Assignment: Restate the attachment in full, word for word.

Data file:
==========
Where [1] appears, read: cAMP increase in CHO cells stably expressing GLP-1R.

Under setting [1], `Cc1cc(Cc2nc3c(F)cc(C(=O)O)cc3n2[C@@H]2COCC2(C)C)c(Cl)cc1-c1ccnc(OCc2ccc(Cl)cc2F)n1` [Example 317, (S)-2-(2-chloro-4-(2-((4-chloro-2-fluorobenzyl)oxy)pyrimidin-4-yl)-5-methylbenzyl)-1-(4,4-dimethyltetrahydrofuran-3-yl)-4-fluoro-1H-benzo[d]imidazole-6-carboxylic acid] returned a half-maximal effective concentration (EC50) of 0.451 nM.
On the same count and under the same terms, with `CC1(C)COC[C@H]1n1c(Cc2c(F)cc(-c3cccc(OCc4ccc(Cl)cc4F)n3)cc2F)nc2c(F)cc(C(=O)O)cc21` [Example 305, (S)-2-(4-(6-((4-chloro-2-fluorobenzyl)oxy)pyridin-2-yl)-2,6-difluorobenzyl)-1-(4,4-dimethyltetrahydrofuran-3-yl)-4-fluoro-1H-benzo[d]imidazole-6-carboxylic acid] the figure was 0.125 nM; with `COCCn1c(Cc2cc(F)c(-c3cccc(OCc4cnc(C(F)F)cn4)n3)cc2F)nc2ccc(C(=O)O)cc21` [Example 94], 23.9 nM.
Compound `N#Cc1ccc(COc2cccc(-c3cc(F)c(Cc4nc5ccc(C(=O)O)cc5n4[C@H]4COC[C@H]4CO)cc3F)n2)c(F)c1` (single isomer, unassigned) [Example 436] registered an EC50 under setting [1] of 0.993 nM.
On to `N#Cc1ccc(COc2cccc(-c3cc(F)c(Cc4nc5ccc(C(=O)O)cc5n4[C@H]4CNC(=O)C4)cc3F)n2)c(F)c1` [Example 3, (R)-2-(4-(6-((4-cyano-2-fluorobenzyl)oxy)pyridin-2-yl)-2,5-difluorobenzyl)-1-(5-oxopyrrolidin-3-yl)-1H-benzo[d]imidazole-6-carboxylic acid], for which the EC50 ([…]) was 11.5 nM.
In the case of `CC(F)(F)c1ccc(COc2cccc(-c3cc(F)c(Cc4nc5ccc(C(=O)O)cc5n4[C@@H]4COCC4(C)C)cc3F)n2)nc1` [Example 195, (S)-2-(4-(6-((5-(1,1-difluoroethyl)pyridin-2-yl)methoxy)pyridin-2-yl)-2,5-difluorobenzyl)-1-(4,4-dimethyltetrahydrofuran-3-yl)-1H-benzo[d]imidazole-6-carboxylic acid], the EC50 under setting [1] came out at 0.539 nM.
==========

Where [1] appears, read: cAMP increase in CHO cells stably expressing GLP-1R.

Under setting [1], `Cc1cc(Cc2nc3c(F)cc(C(=O)O)cc3n2[C@@H]2COCC2(C)C)c(Cl)cc1-c1ccnc(OCc2ccc(Cl)cc2F)n1` [Example 317, (S)-2-(2-chloro-4-(2-((4-chloro-2-fluorobenzyl)oxy)pyrimidin-4-yl)-5-methylbenzyl)-1-(4,4-dimethyltetrahydrofuran-3-yl)-4-fluoro-1H-benzo[d]imidazole-6-carboxylic acid] returned a half-maximal effective concentration (EC50) of 0.451 nM.
On the same count and under the same terms, with `CC1(C)COC[C@H]1n1c(Cc2c(F)cc(-c3cccc(OCc4ccc(Cl)cc4F)n3)cc2F)nc2c(F)cc(C(=O)O)cc21` [Example 305, (S)-2-(4-(6-((4-chloro-2-fluorobenzyl)oxy)pyridin-2-yl)-2,6-difluorobenzyl)-1-(4,4-dimethyltetrahydrofuran-3-yl)-4-fluoro-1H-benzo[d]imidazole-6-carboxylic acid] the figure was 0.125 nM; with `COCCn1c(Cc2cc(F)c(-c3cccc(OCc4cnc(C(F)F)cn4)n3)cc2F)nc2ccc(C(=O)O)cc21` [Example 94], 23.9 nM.
Compound `N#Cc1ccc(COc2cccc(-c3cc(F)c(Cc4nc5ccc(C(=O)O)cc5n4[C@H]4COC[C@H]4CO)cc3F)n2)c(F)c1` (single isomer, unassigned) [Example 436] registered an EC50 under setting [1] of 0.993 nM.
On to `N#Cc1ccc(COc2cccc(-c3cc(F)c(Cc4nc5ccc(C(=O)O)cc5n4[C@H]4CNC(=O)C4)cc3F)n2)c(F)c1` [Example 3, (R)-2-(4-(6-((4-cyano-2-fluorobenzyl)oxy)pyridin-2-yl)-2,5-difluorobenzyl)-1-(5-oxopyrrolidin-3-yl)-1H-benzo[d]imidazole-6-carboxylic acid], for which the EC50 ([…]) was 11.5 nM.
In the case of `CC(F)(F)c1ccc(COc2cccc(-c3cc(F)c(Cc4nc5ccc(C(=O)O)cc5n4[C@@H]4COCC4(C)C)cc3F)n2)nc1` [Example 195, (S)-2-(4-(6-((5-(1,1-difluoroethyl)pyridin-2-yl)methoxy)pyridin-2-yl)-2,5-difluorobenzyl)-1-(4,4-dimethyltetrahydrofuran-3-yl)-1H-benzo[d]imidazole-6-carboxylic acid], the EC50 under setting [1] came out at 0.539 nM.